Familiar elements: Use symbols and associations that are immediately recognisable. Familiar icons communicate information swiftly and effectively. The hamburger icon, or the three strokes, for instance, is instantly recognisable as a shortcut to the menu of any interface.

Visual clarity: Communicating visually reduces the need to explain through words.

Photo by Pankaj Patel on Unsplash

Utilising a grid system: Systems create an order that makes it easier for users to find information. Instead of inundating your user with information, grids provide structure for navigation.

Organise sections clearly: Pay attention to the information architecture of your interface and make sure the intentions are conveyed clearly. What is the overall structure of your interface? What are the primary, secondary and tertiary navigation options for each screen? Are they visually communicated?

4. Consistency lubricates user experience

It would be confusing to get into a car where the brake is on the right instead of the left! Consistency allows for familiarity and lubricates the user experience. Be predictable.

Visuals: Using the same style for elements within the same product. From icons to fonts, colours and placement, it should be similar across devices. Follow brand guides to seal your brand story. Apart from that, make sure to tap on familiar visual conventions. For example, it might be disorientating if the “Submit” button turns red instead of green when hovered over.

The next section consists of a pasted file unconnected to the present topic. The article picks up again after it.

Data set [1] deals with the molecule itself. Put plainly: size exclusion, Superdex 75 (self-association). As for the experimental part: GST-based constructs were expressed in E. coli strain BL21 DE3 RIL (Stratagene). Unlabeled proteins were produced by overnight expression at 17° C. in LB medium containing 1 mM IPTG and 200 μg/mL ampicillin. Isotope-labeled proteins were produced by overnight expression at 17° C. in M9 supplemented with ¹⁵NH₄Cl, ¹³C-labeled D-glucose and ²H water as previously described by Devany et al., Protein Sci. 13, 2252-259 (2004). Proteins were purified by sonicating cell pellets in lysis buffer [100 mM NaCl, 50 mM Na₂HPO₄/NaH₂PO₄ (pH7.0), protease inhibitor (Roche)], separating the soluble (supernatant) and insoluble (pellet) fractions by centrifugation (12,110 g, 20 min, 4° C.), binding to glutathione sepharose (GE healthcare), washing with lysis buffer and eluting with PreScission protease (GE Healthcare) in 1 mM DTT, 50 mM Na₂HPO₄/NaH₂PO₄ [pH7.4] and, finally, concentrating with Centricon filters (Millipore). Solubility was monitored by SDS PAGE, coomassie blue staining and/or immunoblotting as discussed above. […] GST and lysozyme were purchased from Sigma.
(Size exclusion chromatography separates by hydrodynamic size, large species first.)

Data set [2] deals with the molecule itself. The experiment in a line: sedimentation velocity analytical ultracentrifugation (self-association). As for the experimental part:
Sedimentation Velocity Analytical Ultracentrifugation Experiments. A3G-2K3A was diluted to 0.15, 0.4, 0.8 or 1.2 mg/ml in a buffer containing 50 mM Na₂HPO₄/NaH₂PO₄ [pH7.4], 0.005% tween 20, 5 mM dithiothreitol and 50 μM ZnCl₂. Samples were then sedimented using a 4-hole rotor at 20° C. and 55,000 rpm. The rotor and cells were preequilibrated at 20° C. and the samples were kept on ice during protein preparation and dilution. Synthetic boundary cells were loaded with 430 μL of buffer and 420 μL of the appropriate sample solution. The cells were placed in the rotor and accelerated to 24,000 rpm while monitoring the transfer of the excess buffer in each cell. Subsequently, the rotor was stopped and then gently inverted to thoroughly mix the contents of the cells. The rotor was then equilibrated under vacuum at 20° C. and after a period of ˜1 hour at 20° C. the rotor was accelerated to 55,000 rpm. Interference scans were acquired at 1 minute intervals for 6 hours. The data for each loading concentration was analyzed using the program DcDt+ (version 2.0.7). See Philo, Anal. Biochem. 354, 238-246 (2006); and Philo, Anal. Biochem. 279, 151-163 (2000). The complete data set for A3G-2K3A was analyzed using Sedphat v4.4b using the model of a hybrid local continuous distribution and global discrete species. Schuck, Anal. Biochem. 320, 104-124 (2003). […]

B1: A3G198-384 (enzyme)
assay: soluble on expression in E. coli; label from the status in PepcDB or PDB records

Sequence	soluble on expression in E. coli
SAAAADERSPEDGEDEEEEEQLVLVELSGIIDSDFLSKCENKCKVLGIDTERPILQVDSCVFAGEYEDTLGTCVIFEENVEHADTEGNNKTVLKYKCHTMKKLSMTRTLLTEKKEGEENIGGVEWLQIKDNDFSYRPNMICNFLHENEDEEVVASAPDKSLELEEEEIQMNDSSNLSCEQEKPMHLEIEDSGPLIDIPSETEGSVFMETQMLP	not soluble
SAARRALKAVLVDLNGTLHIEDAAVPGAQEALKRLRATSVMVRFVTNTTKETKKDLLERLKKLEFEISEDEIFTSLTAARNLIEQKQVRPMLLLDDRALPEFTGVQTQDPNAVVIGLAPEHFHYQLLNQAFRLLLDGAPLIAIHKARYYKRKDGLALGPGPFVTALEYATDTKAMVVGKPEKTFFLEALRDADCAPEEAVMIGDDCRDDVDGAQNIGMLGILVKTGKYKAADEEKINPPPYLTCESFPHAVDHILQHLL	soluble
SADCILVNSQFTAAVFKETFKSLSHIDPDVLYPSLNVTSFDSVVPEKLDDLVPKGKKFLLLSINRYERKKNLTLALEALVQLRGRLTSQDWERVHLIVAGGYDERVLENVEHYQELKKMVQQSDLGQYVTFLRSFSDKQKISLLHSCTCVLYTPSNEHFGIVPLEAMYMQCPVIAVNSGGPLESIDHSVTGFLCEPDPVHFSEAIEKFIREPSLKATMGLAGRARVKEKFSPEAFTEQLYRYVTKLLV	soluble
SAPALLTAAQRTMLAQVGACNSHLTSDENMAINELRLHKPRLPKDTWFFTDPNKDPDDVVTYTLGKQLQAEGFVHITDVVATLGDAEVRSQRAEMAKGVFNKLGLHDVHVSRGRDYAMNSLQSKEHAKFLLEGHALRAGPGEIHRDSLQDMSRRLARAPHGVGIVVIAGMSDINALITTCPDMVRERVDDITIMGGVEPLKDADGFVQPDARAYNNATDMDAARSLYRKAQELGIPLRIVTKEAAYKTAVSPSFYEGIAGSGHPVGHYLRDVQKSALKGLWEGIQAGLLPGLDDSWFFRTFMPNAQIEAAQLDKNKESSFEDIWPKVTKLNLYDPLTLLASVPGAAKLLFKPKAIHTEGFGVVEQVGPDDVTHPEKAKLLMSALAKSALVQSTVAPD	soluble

Behaviours: How controls respond should not vary in the same product and should be consistent across all devices. Users should never be caught by surprise!


In an age where attention span is dwindling, a memorable user experience can allow you to cut through the noise and make your brand stick. Ultimately, the goal is to make the user interface design invisible; it should feel like second nature for your user. In creative UI design, be a designer that puts others in control of interfaces by creating intuitive, simple and consistent designs. Making your users feel in control can go a long way in consolidating how memorable your brand is!

We hope that this article has provided you with better insight into user interface design best practices and recent UI UX design trends 2021. If you want to know more about user experience and its industry, do check out our other resources available on our website, such as our articles, weekly webinars, and podcasts.